Termite control using termite bait stations, such as the Advance Termite Bait Stations or Firstline Termite bait, are one of the most effective tools to get complete termite colony elimination. Termite bait stations are a fabulous example of “green” pest control, and one that fits perfectly with an overall program of termite prevention. Termite bait has been studied tremendously, and has been designed to mimic the termites main food source, wood, and in particular cellulose. The stations do not pollute in any way unless we worry about the plastic they are made from, and do not affect any other living organisms when used correctly. There is no chemical residual placed around the structure, and therefore no non-target organisms killed.
Termite control baits, and in particular the Advance Termite bait, offer a means for eliminating a colony of termites that may be threatening a structure, but at the moment the best we can hope for is that foraging termites accidentally bump into them as they search for food resources. Once a bait station is found, and essentially marked by the worker termites as a food resource, these stations then do become attractive to more termites. The first ones will lay down a trail that guides others to the station, so in that sense they may “attract” termites, but only after they are found with the random movements of the termites.
The termites give off a pheromone, which is a chemical that they secrete, and encourages other termites to come feed off of the station. There is no guarantee that the termites will ever find the bait stations. They find them randomly, and there is a chance they might just wander by the bait station and enter the structure right next to it. For this reason, we put the termite bait stations about every 10 feet around the entire structure. The more termite bait stations you put out, the more likely the termites are to find them.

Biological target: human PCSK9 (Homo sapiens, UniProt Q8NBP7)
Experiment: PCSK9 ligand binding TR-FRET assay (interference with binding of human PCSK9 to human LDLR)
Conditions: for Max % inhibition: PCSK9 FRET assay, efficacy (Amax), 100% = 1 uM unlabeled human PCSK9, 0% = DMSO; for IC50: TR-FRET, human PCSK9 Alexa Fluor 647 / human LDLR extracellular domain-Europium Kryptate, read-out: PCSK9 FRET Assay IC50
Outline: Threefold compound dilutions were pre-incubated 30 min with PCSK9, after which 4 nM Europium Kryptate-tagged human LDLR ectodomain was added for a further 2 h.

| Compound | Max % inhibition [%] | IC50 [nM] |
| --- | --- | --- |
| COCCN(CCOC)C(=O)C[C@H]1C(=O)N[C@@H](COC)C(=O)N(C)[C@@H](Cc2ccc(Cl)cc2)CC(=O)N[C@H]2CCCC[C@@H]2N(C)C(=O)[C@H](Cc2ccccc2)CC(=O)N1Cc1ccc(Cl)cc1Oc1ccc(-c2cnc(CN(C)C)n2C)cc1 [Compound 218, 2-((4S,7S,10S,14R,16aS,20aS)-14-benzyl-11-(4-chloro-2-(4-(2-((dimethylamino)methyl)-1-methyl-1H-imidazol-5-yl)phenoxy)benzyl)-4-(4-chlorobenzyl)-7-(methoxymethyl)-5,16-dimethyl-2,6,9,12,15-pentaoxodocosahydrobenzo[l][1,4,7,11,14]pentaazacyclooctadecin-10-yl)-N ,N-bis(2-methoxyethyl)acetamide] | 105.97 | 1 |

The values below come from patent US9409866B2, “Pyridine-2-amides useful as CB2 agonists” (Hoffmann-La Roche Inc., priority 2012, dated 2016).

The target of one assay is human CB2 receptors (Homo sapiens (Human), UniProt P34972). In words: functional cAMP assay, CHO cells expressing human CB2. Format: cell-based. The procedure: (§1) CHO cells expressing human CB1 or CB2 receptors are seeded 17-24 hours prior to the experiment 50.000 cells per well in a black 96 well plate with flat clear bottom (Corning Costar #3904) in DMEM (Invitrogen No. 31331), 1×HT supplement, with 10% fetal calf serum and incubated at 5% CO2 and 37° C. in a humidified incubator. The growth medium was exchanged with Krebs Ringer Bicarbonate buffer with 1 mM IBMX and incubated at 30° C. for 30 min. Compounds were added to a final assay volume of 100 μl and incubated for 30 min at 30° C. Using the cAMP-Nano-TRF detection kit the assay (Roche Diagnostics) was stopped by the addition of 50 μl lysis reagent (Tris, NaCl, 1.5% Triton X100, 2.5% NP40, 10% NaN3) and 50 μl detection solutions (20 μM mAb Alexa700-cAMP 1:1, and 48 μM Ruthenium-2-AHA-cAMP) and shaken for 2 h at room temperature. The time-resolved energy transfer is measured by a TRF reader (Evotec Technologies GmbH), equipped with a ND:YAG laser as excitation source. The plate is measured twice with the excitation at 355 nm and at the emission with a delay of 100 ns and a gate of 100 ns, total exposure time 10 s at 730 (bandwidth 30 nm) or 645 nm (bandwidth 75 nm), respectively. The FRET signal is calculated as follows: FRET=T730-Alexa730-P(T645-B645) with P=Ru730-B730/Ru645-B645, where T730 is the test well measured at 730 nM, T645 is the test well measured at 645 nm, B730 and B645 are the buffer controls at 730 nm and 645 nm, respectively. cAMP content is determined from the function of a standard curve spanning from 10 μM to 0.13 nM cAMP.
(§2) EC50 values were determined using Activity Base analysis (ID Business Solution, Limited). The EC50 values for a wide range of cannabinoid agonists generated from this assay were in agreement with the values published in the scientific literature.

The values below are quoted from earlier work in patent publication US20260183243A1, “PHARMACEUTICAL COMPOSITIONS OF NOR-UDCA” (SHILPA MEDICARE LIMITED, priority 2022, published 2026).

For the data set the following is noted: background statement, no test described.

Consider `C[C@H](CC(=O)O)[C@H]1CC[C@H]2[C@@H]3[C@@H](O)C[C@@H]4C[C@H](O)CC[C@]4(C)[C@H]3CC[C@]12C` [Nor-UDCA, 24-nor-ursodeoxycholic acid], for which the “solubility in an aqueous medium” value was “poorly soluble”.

Controlling termites through termite baiting is one technique for offering a highly selective way of killing termites, and possibly eliminating the entire underground colony. The toxins inside the station are often IGRs as in the Advance Termite Bait system or stomach poisons such as Firstline, and have little or no effect on any other biological organisms in the area, but only on the termites that feed directly on them.
Termite control baits have the ability to get something into a colony that may be hidden deep in the ground. Liquid termiticides, applied to the soil surface, really don’t go any farther than the water that they are mixed in does, which is usually only an inch or so into the soil. The active ingredients tie up tightly to soil particles and remain in that thin top layer, and if applied thoroughly enough provide a consistent barrier that foraging termites must contact on their way to the structure. The repellent termiticides, in particular, had no means for getting into the underground colony, but pretty much rely on either killing or repelling only the termites that moved into the treated zone.
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